@98 / Ginjoint — Chest-thumpers… Obama’s behaviour, what little I’ve seen of it, hasn’t been our-boys-won-the-Super-Bowl triumphalist(rush into streets, turn over cars and set them on fire, break windows — dress in colours of Team USA optional). He’s left that to the canaille. Here in Britain most people have responded to news of the raid not with street cheering, but with a quiet mixture of satisfaction and ill-foreboding. I believe that most Americans have felt the same way.

    I’ve now sought out Obama’s address as presented on the DAILY TELEGRAPH site. (I haven’t YouTubed it, as I’m at work and behind a NO FUN AND GAMES firewall, so I can’t assess his affect as he spoke the selected text below. Most of the other text, I think, is entirely unobjectionable — it is soberly and modestly phrased.) Very likely his demeanour was sober and solemn. The words, though, repel me.

    “…Today’s achievement [viz., the raid, with the “bringing to justice”, or killing, of Osama bin Laden, with some, erm, collateral damage — the deaths of a wife, a son, a servant or two] is a testament to the greatness of our country and the determination of the American people… tonight, we are once again reminded that America can do whatever we set our mind to. That is the story of our history, whether it’s the pursuit of prosperity for our people, or the struggle for equality for all our citizens; our commitment to stand up for our values abroad, and our sacrifices to make the world a safer place. Let us remember that we can do these things not just because of wealth or power, but because of who we are: one nation, under God, indivisible, with liberty and justice for all.”

    I find this eye-wateringly, toe-curlingly triumphalist, on the same level as a “GOTT MIT UNS” soldier’s belt-buckle. But that perception may well be mistaken.

    Earlier in the text: “[Osama bin Laden’s] demise should be welcomed by all who believe in peace and human dignity.”

    If, as a Brit, and thus by definition subject to fits of monarchism, face-painting, and enthusiasms for creative millinery, I can claim to believe in human dignity (I don’t think that my British citizenship a priori imperils my right to claim to believe in peace), it’s BECAUSE of that belief in peace and human dignity that I don’t welcome Osama bin Laden’s demise, his death, his violent execution. I don’t welcome ANYONE’S.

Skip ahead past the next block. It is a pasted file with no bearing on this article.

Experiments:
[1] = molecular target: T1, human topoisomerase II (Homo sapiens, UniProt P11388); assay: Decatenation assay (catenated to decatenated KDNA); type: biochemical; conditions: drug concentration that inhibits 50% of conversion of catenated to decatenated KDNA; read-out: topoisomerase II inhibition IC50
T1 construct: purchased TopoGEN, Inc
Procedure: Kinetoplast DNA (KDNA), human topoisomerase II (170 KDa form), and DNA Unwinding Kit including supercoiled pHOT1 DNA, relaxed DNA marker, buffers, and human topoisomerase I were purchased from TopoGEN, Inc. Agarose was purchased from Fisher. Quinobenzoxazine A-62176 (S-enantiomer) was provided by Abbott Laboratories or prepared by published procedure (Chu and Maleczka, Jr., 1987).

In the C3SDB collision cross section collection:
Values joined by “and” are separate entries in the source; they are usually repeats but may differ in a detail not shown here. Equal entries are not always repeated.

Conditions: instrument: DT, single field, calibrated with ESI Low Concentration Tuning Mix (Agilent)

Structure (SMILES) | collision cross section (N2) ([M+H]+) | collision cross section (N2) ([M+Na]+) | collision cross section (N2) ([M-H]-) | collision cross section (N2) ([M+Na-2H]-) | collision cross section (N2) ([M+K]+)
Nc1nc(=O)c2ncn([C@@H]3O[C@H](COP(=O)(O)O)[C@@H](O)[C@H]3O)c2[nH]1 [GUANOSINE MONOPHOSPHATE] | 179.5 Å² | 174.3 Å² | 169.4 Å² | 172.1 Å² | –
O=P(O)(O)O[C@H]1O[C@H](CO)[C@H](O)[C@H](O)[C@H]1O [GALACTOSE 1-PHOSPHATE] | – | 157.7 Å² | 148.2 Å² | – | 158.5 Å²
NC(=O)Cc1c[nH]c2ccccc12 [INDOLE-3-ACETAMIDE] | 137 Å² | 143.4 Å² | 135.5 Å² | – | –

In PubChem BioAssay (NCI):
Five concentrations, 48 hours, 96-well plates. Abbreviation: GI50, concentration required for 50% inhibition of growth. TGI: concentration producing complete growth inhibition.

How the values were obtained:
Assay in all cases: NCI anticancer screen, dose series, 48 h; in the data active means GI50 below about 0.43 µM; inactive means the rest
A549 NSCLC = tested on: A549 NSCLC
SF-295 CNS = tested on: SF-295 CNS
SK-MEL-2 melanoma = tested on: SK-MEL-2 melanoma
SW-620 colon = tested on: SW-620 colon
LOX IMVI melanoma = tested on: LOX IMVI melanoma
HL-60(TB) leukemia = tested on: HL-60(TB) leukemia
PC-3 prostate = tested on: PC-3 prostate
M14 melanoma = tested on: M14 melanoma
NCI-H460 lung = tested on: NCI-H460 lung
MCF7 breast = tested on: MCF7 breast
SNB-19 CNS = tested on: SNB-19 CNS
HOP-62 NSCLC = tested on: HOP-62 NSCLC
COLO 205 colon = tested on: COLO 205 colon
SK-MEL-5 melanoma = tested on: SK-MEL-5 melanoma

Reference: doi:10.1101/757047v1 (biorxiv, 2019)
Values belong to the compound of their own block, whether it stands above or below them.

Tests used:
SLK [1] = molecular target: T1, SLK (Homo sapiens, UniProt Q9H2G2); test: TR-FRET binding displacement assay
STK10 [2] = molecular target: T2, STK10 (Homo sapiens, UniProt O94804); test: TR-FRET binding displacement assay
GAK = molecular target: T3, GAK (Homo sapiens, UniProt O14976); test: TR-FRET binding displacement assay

The United States can’t manage its Guantanamo captives; can’t try them in a civilian court; to suggest that the United States might have taken Osama bin Laden prisoner rather than kill him is thus… not very realistic. Any citizen, any asset, of the United States, might have become a counter-hostage to bin Laden’s sympathisers. Convenience almost dictated that bin Laden be killed.

    But I’d rather have seen him arrested, turned over to a supranational body independent of the United States, indicted for crimes, and tried in open court; reduced to someone whose deeds were not superhumanly monstrous, whose punishment was for sordid acts that could be dealt with inside the demystifing framework of the oh-so-common, non-exceptionalist law.

    As it is, our governments with this raid have perpetuated him as an ogre so dreadful that to vanquish him Americans and Britons alike have had to give up their freedoms. I deplore that.

    Our rulers, though, to manage us need a war. A “cold war”. A war on poverty, on cancer, on drugs, on terror. A war in Vietnam, in Grenada, in Somalia, in Iraq, in Afghanistan. There always has to be a military footing, an imposition of new rules and an abrogation of old ones. Always a war…

  99. Kate L says: